Wednesday, March 23, 2016


Travels to Terra Incognitia: The Scottish Highlands and Hebrides in Early Modern Traveller’s Accounts c. 1600 to 1800

Martin Rackwitz
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pages 502-504.

"Other superstitious rites also had their origins in the time of pre-Christian sun-worship. Travellers, for example, unanimously agreed that the Highlanders paid great attention to the clockwise performance of certain tasks. Martin Martin, for example, reported that the locals and strangers always left the ‘Loch Siant Well’ on the Isle of Skye in the same direction.  They walked three times around the well sunways (i.e. clockwise) from east to west after drinking from its water, which was believed to cure diseases such as stitches, headaches, stones and consumption [222].

    Loch Siant Well on the Isle of Skye

"The tenant on the tiny island of Fladday (Eilean Fladday) in the Sound of Raasay always made a tour sunways round the island before going to sea in his boat [223]. Upon their arrival on the neighbouring island of Oronsay, the natives of Colonsay were accustomed to circle the church clockwise before entering upon any kind of business. The natives of Eigg were accustomed to walk clockwise round a heap of stones on their island that was called ‘Martin Deiseal’ and was consecrated to the saint of that name [224]. Martin was rowed several times from one island to another, and on every occasion the oarsmen insisted on a clockwise passage, even though Martin had forbidden them to do so. Despite the clockwise turn, the boat was repeatedly forced to return because of contrary winds. On embarking on a journey from Jura to Colonsay, he forbade his oarsmen to make such a turn. The boat arrived safely at its destination in spite of the superstitious oarsmen’s disbelief in the possibility of travelling without a clockwise turn [225].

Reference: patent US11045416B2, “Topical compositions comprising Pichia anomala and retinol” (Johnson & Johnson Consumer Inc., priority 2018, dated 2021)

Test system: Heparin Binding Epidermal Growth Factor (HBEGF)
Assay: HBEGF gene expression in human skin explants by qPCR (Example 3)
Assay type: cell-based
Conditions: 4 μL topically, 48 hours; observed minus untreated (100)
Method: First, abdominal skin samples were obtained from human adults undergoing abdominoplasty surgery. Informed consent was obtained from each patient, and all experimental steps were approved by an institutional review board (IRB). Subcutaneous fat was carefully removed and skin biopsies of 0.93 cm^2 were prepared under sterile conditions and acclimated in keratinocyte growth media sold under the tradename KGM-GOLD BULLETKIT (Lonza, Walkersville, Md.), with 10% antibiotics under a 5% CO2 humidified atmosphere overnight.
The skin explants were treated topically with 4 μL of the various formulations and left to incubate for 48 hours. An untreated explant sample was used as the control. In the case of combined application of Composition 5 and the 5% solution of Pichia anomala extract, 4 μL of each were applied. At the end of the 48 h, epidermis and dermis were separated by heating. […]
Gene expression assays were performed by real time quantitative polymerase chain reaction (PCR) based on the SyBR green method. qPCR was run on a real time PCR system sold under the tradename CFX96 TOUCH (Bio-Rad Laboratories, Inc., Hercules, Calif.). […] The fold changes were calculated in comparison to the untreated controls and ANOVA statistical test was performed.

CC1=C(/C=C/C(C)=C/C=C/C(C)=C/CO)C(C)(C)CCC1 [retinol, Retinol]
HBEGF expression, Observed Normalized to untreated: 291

"This superstition proved to be particularly hard to suppress, and there are numerous examples of it until the end of the eighteenth century. The Reverend Mr. Shaw, minister of Elgin, informed Pennant that in the shire of Moray, the herdsmen danced at Beltane three times clockwise round the fire. At marriages and baptisms they made a procession around the church, following the course of the sun [226]. The Reverend Mr. James Robertson, minister of Callander, reported in 1791 that the Highlanders considered it the ‘lucky way’ to perform tasks from east to west, following the course of the sun. The opposite way was considered ‘unlucky’. Therefore, when Highlanders bathed in or drank out of a consecrated fountain, they always approached it clockwise from east to west, going along the southern side. They approached graves in the same manner, and when the glass went round in company, it also imitated the course of the sun [227]."


[222] Martin Martin, A Description of the Western Islands of Scotland, Circa 1695, p. 140.

[223] Martin Martin, Description, p. 167. Martin claimed that the birds made the same clockwise tour around the island before arriving in March and leaving in August.

[224] Martin Martin, Description, pp. 247-248, p. 277.

[225] Martin Martin, Description, p. 119. In Gaelic the right-hand turns, imitating the course of the sun, were called ‘Deiseal’.

[226] Thomas Pennant, A Tour in Scotland 1769, p. 291.

[227] The Statistical Account of Scotland (OSA), vol. xii, p. 184. In parts of 19th-century rural England the coffin was also carried clockwise round the churchyard. Throughout England leftward or anti-clockwise circling was linked to bad luck and witchcraft. See J. Simpsons and S. Roud (eds.), A Dictionary of English Folklore (Oxford 2000), pp. 295, 211-212.

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